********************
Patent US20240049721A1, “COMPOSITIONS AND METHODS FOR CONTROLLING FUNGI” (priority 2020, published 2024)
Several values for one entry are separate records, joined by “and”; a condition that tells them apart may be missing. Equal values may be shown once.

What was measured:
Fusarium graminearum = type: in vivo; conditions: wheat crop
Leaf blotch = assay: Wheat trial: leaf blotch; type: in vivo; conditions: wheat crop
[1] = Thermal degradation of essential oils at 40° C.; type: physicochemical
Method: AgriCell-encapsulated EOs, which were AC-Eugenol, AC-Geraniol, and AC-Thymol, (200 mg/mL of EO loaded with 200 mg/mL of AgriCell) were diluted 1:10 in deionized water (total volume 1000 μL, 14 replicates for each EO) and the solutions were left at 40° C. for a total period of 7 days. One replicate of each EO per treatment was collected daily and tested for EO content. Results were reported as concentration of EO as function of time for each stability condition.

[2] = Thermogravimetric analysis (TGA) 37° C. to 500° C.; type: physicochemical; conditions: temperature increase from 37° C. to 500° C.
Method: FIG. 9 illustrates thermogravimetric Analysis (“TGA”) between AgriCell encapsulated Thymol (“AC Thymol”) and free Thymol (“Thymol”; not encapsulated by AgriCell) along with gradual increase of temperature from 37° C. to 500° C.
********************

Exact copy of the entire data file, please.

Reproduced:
Patent US20240049721A1, “COMPOSITIONS AND METHODS FOR CONTROLLING FUNGI” (priority 2020, published 2024)
Several values for one entry are separate records, joined by “and”; a condition that tells them apart may be missing. Equal values may be shown once.

What was measured:
Fusarium graminearum = type: in vivo; conditions: wheat crop
Leaf blotch = assay: Wheat trial: leaf blotch; type: in vivo; conditions: wheat crop
[1] = Thermal degradation of essential oils at 40° C.; type: physicochemical
Method: AgriCell-encapsulated EOs, which were AC-Eugenol, AC-Geraniol, and AC-Thymol, (200 mg/mL of EO loaded with 200 mg/mL of AgriCell) were diluted 1:10 in deionized water (total volume 1000 μL, 14 replicates for each EO) and the solutions were left at 40° C. for a total period of 7 days. One replicate of each EO per treatment was collected daily and tested for EO content. Results were reported as concentration of EO as function of time for each stability condition.

[2] = Thermogravimetric analysis (TGA) 37° C. to 500° C.; type: physicochemical; conditions: temperature increase from 37° C. to 500° C.
Method: FIG. 9 illustrates thermogravimetric Analysis (“TGA”) between AgriCell encapsulated Thymol (“AC Thymol”) and free Thymol (“Thymol”; not encapsulated by AgriCell) along with gradual increase of temperature from 37° C. to 500° C.